Each of the above provides a methodology that assumes that all students have the same level of support from their schools (leaders and teachers), parents and carers, universities, businesses and apprenticeship providers (FE colleges and businesses), in a context when there are significant economic issues reducing employment and training opportunities. If a generation is to be saved, it is for each university, trainer, and employer to read teacher references and reports, supported by the interview process for each candidate.  A levels are a passport, they are not the end point of a young person’s life journey.  In the wake of a system that was cancelled in March, to move from one stage to another, irrespective of the value of the process (each is questionable) may be a waste of investment.  It is the responsibility of the university, trainer, or employer to make value-based judgements based on the information they have gathered from potential students, apprentices, or employee.  It will also be their responsibility to ensure that all young people are supported as they embark on the next stage of their life.  This is an equitable approach that would enable all young people to be treated fairly.

The most constructive advice given in the last hours has been from Clare Marchant, CEO UCAS, the Universities and Colleges Admissions Service, encouraging students to contact their first-choice university, whilst in parallel appealing or considering a resit.  UCAS has the Clearing Plus’ system: that matches people up with courses that match them and links them to the institution and advice.  The same supportive approach could apply to employers.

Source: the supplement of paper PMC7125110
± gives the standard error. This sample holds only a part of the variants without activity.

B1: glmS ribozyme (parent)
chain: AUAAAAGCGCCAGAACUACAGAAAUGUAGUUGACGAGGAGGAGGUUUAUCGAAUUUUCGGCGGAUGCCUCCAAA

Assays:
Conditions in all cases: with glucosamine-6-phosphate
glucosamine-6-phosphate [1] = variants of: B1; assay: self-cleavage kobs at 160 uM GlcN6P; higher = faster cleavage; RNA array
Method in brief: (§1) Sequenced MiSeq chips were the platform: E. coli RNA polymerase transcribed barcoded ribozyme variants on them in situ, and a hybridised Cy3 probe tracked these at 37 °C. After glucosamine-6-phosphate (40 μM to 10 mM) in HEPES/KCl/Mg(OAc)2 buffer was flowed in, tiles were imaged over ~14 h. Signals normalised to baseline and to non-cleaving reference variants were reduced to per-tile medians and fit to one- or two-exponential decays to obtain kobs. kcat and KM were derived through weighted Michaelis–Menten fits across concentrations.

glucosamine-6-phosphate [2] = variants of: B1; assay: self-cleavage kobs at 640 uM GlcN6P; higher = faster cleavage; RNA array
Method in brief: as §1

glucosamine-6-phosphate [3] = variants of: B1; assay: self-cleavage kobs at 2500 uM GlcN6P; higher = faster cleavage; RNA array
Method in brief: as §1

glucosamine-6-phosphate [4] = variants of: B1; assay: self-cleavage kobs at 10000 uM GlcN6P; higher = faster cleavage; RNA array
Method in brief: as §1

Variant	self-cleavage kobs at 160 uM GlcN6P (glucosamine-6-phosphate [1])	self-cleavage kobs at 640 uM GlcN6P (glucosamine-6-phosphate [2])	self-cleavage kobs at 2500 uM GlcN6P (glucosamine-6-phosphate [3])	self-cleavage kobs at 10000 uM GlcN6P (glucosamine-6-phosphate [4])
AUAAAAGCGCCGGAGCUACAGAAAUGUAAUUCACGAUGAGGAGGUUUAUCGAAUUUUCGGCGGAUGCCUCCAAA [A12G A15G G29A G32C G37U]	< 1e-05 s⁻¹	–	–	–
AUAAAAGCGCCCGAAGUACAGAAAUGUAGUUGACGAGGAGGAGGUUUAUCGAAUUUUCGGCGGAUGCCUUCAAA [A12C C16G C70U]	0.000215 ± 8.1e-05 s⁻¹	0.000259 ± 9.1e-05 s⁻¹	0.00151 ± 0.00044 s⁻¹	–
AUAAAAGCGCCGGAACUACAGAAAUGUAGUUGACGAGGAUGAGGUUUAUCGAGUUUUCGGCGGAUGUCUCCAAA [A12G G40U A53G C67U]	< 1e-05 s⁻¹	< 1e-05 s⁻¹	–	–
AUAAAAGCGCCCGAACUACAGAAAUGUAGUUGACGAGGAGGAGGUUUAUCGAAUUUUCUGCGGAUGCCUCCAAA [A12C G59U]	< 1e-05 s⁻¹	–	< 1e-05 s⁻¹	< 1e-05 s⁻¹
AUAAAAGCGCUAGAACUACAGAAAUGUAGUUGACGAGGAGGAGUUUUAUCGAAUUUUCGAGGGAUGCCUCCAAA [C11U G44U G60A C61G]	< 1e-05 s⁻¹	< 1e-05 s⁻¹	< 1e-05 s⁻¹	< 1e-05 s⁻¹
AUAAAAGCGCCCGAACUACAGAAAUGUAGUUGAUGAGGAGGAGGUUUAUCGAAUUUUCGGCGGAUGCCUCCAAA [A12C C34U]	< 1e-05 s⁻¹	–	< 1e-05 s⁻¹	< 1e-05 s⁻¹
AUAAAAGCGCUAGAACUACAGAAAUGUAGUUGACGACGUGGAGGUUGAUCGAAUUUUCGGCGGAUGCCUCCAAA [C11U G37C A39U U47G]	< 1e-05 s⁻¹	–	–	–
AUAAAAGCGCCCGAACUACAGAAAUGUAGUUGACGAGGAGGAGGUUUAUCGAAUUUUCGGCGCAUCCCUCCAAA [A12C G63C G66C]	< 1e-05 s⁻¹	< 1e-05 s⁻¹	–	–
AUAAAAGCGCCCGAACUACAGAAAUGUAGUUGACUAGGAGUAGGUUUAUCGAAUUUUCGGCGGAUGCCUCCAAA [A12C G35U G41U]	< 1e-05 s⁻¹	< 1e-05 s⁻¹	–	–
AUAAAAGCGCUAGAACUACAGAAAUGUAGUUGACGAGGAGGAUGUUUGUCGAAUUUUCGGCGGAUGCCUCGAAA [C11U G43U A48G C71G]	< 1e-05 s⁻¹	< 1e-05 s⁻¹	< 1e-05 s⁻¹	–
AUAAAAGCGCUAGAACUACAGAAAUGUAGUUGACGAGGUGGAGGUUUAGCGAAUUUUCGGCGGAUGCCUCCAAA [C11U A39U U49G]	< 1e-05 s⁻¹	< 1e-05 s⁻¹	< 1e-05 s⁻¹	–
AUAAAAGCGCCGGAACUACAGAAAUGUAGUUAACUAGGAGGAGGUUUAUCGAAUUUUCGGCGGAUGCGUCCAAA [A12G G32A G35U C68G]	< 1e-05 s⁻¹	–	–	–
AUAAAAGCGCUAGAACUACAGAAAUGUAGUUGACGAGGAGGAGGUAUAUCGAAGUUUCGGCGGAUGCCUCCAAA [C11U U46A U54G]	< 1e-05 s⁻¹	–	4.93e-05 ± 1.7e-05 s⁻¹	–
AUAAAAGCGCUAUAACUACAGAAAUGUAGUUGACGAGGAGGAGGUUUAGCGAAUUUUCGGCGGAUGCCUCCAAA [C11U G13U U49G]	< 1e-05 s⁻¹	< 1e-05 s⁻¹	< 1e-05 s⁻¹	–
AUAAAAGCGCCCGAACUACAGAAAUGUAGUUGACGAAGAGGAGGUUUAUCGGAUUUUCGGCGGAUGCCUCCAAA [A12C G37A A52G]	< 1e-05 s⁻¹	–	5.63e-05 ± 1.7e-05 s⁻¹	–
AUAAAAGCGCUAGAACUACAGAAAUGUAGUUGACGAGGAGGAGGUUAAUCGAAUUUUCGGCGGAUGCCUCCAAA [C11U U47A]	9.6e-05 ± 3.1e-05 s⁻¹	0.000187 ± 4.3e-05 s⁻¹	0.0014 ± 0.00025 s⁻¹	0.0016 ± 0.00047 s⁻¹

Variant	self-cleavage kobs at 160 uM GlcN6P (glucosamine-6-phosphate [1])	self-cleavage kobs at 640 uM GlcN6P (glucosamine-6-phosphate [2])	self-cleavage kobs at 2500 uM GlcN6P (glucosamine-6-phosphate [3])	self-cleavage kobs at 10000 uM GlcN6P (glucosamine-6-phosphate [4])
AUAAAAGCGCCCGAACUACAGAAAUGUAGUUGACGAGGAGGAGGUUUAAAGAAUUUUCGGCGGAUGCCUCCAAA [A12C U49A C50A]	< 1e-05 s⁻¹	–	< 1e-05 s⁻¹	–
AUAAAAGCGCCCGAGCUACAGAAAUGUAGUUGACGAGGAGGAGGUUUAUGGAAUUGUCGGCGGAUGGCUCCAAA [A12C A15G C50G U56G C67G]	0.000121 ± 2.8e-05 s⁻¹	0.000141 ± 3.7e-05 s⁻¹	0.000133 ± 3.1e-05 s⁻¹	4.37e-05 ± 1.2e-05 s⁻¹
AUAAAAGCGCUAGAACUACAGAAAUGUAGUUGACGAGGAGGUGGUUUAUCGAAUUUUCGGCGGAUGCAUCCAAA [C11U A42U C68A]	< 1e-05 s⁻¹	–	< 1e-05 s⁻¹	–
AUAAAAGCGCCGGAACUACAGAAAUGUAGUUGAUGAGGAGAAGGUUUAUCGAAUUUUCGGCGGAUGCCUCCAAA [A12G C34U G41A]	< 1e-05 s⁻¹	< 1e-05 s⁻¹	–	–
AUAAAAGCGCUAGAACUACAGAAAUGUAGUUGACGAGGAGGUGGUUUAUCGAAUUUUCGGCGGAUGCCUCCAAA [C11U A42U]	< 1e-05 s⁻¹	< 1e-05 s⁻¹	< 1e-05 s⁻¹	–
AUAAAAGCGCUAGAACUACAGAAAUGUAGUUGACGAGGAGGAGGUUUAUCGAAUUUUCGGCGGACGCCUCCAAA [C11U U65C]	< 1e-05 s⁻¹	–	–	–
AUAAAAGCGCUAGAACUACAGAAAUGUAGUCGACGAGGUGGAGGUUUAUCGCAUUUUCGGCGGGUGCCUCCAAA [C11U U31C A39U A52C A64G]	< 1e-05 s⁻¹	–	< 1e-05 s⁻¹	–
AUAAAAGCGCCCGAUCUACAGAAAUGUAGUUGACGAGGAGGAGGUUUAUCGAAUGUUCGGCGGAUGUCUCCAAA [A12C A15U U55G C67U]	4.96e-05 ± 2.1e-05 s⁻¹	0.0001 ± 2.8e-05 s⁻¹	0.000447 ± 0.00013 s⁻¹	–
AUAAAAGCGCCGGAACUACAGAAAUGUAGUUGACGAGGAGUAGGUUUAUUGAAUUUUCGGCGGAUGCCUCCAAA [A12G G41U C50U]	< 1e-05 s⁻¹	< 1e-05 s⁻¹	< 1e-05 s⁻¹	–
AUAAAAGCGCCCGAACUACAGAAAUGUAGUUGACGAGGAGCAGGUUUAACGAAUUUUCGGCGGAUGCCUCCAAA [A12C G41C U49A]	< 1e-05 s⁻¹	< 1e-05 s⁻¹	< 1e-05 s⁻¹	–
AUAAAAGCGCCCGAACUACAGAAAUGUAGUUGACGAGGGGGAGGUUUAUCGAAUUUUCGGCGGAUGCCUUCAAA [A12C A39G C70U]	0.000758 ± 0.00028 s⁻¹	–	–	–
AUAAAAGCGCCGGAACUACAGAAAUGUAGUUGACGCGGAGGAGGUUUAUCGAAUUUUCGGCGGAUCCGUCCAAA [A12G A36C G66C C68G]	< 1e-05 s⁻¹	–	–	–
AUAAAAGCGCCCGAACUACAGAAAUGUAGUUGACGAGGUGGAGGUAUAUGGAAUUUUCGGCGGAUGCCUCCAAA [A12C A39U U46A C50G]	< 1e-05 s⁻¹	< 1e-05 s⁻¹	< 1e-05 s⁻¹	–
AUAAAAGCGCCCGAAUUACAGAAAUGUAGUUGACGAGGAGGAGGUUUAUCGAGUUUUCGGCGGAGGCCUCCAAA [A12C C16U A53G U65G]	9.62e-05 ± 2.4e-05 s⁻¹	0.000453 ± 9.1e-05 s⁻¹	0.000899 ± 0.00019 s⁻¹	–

Was there an alternative to the above? Preliminary findings by RISE Social Mobility Think Tank on the impact of COVID-19 emphasises the need for government ministers and officials to acknowledge the professionalism of teachers, which would have resulted in Centre Assessed Grades, whereby moderated teacher assessments of grades would be 100% relevant to determining all students outcomes.  These predicted grades may have resulted in 12% inflation, or indeed a downgrading in some disadvantaged areas – both could have been moderated through socio-economically matched peer groups. In the final analysis these would have provided a more confident way forward that could have been finalised in March.  Teacher assessment would not have made the situation any worse, this approach provides a fairer or more accurate outcome, and doesn’t require a time machine to go back to March to re-visit or replace the ‘triple-lock’ approach.

The stress created by the system for young people, their parents, teachers, and leaders has been considerable.  The results will be unfair on all students, framed by a pandemic that will determine a generation’s future. For those students who are disadvantaged or vulnerable they will need support from educators, trainers, and employers.  Ultimately, saving a generation is a shared responsibility, not dependent on a single point in time when results are not able to provide the equity and fairness predicted in the early twentieth century.